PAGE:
The Basics of Foreign Exchange

There are more creative and productive ways to use your money than just letting savings sit in a bank. One of these is through Foreign Exchange Trading. If you are up to the challenge, it may be for you.

There are two reasons to trade in Forex. First, companies and governments that import/export products and services internationally need to convert earnings to their local currency. The second reason is purely for profit, based on predicted future quotes.

Foreign Exchange is the trading of currencies. Currencies are bought and sold in pairs - for instance, US Dollar/Japanese Yen (USD/JPY), or Euro/US Dollar (EUR/USD).

Major currencies include the US Dollar, British Pound, Euro, Japanese Yen, Australian Dollar, Canadian Dollar and Swiss Franc.

To understand Forex quotes, remember two things: 1) The currency listed first is the base currency and 2) the value of the base currency is always one.

The US dollar is the centrepiece of the Forex market and is considered the 'base' currency for quotes. Quotes in these and other currencies are expressed as a unit of $1 USD for each second currency quoted in the pair. For instance, a quote of USD/JPY 130.02 means one U.S. dollar is equal to 130.02 Japanese yen.

When the U.S. dollar is the base unit and a quote goes up, it means the dollar has appreciated and the other currency has weakened. If the USD/JPY quote increases to 135.01, the dollar is stronger, because it will now buy more yen than before.

Cross currencies are pairs that do not involve the U.S. dollar.

There are different factors that drive the Foreign Exchange Market - These are gold and oil prices.

Higher gold prices often have a positive effect on the currencies of major gold producers, like Australia and Canada, as these countries are the world's third largest exporter and producer of gold, respectively.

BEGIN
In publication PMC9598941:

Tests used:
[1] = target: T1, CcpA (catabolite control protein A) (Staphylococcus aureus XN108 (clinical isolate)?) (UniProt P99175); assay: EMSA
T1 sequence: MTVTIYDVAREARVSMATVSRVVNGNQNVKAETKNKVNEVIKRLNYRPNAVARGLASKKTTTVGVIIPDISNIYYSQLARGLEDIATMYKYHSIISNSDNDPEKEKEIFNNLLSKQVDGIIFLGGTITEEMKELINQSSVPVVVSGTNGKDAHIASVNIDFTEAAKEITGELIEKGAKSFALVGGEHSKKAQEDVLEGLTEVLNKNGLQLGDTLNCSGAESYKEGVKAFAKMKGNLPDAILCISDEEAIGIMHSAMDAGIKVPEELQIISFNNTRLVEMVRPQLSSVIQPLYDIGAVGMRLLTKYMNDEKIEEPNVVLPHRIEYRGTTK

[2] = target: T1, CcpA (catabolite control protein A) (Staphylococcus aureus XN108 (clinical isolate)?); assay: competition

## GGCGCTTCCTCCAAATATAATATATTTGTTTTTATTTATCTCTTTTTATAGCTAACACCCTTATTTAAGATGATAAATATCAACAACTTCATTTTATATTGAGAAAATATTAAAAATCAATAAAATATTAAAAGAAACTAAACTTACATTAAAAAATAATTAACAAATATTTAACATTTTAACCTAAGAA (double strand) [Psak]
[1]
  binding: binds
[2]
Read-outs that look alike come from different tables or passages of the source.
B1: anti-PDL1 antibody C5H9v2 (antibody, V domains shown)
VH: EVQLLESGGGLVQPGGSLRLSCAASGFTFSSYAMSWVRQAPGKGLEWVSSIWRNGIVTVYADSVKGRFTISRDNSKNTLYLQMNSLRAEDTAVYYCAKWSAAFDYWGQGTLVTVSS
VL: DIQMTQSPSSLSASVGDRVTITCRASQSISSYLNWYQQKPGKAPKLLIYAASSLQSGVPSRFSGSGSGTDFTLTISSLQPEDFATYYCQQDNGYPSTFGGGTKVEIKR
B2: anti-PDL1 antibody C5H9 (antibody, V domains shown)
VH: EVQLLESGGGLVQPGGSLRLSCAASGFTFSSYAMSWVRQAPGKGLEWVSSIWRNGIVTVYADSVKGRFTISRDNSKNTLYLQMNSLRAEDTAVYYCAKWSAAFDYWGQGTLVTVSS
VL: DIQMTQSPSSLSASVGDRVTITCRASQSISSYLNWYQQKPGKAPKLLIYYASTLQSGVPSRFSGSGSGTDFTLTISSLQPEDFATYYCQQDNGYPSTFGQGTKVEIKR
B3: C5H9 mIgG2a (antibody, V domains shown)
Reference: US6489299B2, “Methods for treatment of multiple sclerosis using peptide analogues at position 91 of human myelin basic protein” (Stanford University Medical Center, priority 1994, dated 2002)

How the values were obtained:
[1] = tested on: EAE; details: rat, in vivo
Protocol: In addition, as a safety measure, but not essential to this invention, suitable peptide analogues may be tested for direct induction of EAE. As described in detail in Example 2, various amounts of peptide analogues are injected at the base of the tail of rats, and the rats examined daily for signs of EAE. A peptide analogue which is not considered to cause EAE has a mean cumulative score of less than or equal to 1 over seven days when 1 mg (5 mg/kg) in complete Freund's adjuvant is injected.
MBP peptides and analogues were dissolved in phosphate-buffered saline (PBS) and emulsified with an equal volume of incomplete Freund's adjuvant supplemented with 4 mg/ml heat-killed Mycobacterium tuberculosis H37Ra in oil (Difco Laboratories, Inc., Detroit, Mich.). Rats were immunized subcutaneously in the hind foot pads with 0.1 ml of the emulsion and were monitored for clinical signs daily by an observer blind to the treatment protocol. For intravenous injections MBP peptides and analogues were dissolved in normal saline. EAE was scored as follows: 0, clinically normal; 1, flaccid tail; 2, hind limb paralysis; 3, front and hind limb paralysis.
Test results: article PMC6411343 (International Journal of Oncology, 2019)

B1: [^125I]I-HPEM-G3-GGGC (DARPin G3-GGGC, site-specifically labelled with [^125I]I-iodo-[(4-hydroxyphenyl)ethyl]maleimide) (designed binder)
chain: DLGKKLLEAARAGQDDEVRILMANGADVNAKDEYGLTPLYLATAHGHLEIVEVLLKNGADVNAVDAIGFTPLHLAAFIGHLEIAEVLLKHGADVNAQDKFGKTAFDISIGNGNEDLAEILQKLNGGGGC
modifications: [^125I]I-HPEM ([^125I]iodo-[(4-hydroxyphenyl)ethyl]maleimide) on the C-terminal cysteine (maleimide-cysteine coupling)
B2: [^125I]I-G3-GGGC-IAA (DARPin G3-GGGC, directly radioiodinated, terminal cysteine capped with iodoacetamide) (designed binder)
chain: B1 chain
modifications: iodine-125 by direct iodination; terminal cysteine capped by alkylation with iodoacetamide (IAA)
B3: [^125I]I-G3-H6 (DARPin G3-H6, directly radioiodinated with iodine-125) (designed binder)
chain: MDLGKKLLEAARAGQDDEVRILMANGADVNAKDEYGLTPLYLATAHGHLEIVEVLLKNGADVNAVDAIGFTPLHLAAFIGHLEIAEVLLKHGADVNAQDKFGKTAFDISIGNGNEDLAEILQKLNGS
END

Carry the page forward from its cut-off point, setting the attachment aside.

A country's foreign dependence on oil makes its currency more susceptible to oil prices than other countries. More costly oil means higher expenditure, and lower income, for companies.

Forex traders belong to two different schools of market analysis - fundamental and technical. They use either, or both, to predict future price of currencies

Fundamental analysis attempts to predict price action and market trends by analysing economic indicators (forecast of the upcoming GDP or employment report), government policy, and social factors in a country. The fundamentalist can predict market behaviour, and calculate approximate future prices, by using past values.

Technical analysis is a technique of forecasting price movements by looking at market-generated data. Price data, volume, and open interest from a particular market, are information analysed by a technician. Charts from technical analysis present an illustration of the historical price action of what is being studied. Traders look at a chart to know if they are buying at a fair price, selling at a recurring top, or throwing their capital into an uneven, slanting market. These are just a few market circumstances that charts identify for a trader

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